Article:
[Chart courtesy of MarketWatch.com]
1. Moving the Markets
The resurgent U.S. stock market kicked off the holiday-shortened week by slightly extending last week’s gains as investors digested a big rally that has turned stocks positive for the year and reacted to deals in the hotel, paint and data businesses.
A flurry of M&A deals announced Monday gave an assist, including Starwood Hotels & Resorts Worldwide (HOT) agreeing to a better revised deal of $13.6 billion from Marriott International (MAR) that tops a competing bid from China’s Anbang Insurance Group.
Apple (AAPL) was back in the news today. The company unveiled the iPhone SE Monday, which executives described as “the most powerful 4-inch phone ever.” Hitting the market alongside the smaller phone was a trimmed down iPad Pro. The stock moved up and down, but ended at par with the morning.
I for one am very curious to see if the upward momentum of the recent bear market rally can continue as some of the supporting players are no longer in the game. First, most of the shorts have covered so that driving force has been diminished. Second, the biggest contributors to the recent ramp, namely corporate buy-backs, are entering their blackout period, which is the 5 week time frame prior to their quarterly reports cards being issued. Third, according to BofA, most institutional clients, AKA the smart money, took the recent rally as an opportunity to exit the markets or at least lighten up on equity positions.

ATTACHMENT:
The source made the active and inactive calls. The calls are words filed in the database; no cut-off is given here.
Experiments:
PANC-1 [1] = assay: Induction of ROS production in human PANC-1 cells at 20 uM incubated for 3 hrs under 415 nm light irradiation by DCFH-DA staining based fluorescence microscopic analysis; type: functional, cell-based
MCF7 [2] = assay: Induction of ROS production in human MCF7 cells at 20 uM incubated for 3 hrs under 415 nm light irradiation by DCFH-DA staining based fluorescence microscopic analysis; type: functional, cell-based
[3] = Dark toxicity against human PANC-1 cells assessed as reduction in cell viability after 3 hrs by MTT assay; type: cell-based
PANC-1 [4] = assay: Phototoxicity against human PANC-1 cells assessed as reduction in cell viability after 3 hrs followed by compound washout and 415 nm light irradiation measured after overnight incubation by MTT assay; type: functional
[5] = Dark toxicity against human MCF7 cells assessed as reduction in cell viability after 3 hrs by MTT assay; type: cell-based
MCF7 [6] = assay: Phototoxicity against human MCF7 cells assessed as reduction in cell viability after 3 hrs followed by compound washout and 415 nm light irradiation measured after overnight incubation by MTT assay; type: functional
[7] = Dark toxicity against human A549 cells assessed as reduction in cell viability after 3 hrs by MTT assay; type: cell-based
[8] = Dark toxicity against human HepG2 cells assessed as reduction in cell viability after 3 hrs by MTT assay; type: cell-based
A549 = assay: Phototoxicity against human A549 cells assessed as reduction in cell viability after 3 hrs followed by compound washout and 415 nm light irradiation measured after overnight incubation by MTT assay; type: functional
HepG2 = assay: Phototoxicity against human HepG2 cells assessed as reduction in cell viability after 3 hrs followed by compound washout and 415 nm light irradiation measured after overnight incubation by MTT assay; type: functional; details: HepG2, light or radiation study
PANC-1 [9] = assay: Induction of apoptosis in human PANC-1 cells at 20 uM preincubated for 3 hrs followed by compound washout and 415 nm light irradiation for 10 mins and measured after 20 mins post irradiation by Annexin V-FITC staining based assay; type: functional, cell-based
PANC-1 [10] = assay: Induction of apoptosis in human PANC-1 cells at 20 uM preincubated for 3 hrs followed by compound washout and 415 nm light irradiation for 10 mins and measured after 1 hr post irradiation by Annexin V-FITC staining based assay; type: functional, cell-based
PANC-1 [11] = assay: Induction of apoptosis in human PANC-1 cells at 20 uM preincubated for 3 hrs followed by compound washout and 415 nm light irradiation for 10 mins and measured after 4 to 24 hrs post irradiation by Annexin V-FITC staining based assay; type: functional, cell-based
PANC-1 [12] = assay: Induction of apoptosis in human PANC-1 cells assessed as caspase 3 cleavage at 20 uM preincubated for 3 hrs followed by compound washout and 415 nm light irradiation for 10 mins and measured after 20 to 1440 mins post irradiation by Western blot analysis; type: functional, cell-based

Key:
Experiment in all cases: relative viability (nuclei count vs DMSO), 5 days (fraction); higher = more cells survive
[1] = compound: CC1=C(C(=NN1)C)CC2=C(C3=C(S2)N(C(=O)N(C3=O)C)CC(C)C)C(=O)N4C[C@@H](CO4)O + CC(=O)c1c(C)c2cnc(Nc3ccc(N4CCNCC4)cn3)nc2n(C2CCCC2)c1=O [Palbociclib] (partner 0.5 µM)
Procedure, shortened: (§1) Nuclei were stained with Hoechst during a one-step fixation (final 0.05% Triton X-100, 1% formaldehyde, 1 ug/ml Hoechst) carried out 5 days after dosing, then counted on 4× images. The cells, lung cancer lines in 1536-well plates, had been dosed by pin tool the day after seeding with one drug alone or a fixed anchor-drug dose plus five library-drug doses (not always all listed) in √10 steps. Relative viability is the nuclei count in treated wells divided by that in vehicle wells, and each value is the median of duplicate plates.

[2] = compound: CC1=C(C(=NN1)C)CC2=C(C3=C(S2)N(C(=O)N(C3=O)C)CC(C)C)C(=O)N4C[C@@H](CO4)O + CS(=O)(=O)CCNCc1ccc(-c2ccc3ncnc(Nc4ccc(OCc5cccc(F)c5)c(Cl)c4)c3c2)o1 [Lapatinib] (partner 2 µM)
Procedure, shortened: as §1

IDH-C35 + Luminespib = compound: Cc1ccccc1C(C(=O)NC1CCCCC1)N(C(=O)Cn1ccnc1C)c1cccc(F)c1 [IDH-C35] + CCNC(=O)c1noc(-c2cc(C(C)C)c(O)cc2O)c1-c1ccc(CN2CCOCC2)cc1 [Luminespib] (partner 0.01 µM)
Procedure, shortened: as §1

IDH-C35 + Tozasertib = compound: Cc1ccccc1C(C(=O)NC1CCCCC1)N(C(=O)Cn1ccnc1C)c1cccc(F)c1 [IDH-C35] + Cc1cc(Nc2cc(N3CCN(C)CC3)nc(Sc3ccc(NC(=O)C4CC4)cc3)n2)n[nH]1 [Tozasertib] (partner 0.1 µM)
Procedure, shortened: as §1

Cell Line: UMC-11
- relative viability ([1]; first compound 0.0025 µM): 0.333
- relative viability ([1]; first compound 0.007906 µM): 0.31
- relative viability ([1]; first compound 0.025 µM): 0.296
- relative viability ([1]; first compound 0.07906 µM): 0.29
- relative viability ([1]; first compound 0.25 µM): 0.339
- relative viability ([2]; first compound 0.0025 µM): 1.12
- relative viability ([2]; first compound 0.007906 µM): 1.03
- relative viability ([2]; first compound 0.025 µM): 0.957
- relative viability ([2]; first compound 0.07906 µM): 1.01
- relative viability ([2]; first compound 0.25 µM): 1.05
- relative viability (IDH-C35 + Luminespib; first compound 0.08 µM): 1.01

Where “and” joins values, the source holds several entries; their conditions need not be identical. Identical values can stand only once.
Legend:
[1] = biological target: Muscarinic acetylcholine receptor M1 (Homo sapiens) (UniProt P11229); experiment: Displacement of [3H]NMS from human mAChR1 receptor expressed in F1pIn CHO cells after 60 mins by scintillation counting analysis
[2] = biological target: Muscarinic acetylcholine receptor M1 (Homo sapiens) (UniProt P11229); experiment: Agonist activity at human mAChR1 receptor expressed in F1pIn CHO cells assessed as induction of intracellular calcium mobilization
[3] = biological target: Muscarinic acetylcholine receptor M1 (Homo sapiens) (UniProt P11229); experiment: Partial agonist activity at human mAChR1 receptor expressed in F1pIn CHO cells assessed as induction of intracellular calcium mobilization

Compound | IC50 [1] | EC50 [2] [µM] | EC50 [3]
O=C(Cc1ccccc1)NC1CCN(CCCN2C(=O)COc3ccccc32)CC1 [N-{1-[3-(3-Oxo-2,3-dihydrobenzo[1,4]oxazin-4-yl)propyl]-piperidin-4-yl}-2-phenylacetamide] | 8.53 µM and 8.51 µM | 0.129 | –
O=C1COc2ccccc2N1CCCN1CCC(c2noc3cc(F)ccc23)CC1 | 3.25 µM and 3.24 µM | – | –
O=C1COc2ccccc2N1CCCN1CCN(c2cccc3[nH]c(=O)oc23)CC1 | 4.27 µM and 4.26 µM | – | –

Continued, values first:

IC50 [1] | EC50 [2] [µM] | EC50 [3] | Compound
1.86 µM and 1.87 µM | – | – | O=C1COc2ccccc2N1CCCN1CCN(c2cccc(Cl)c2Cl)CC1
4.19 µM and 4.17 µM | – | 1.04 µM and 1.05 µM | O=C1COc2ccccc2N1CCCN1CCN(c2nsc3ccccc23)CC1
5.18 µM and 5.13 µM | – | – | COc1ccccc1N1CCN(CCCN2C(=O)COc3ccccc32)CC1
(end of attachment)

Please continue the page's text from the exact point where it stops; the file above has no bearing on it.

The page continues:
If, however, against this negative backdrop, the markets continue on their upward trajectory, we may very well face a resumption of last year’s bull market, which may possibly coincide with a new Domestic Buy signal. You can see the latest numbers in section 3 below.
2. ETFs in the Spotlight
In case you missed the announcement and description of this section, you can read it here again.
It features 10 broadly diversified ETFs from my HighVolume list as posted every Monday. Furthermore, they are screened for the lowest MaxDD% number meaning they have been showing better resistance to temporary sell offs than all others over the past year.
Here are the 10 candidates:
The above table simply demonstrates the magnitude with which some of the ETFs are fluctuating in regards to their positions above or below their respective individual trend lines (%M/A). A break below, represented by a negative number, shows weakness, while a break above, represented by a positive percentage, shows strength.
For hundreds of ETF/Mutual fund choices, be sure to reference Thursday’s StatSheet.
Year to date, here’s how the above candidates have fared so far:
Again, the first table above shows the position of the various ETFs in relation to their respective long term trend lines (%M/A), while the second one tracks their trailing sell stops in the “Off High” column. The “Action” column will signal a “Sell” once the -7.5% point has been taken out in the “Off High” column.
3. Trend Tracking Indexes (TTIs)
Our Domestic Trend Tracking Index (TTI) changed only immaterially as the indexes showed no clear directional tendencies.
Here’s how we closed today:
Domestic TTI: +0.55% (last close +0.60%)—Sell signal effective 11/13/2015
International TTI: -2.88% (last close -2.67%)—Sell signal effective 8/21/2015
Disclosure: I am obliged to inform you that I, as well as advisory clients of mine, own some of these listed ETFs. Furthermore, they do not represent a specific investment recommendation for you, they merely show which ETFs from the universe I track are falling within the guidelines specified.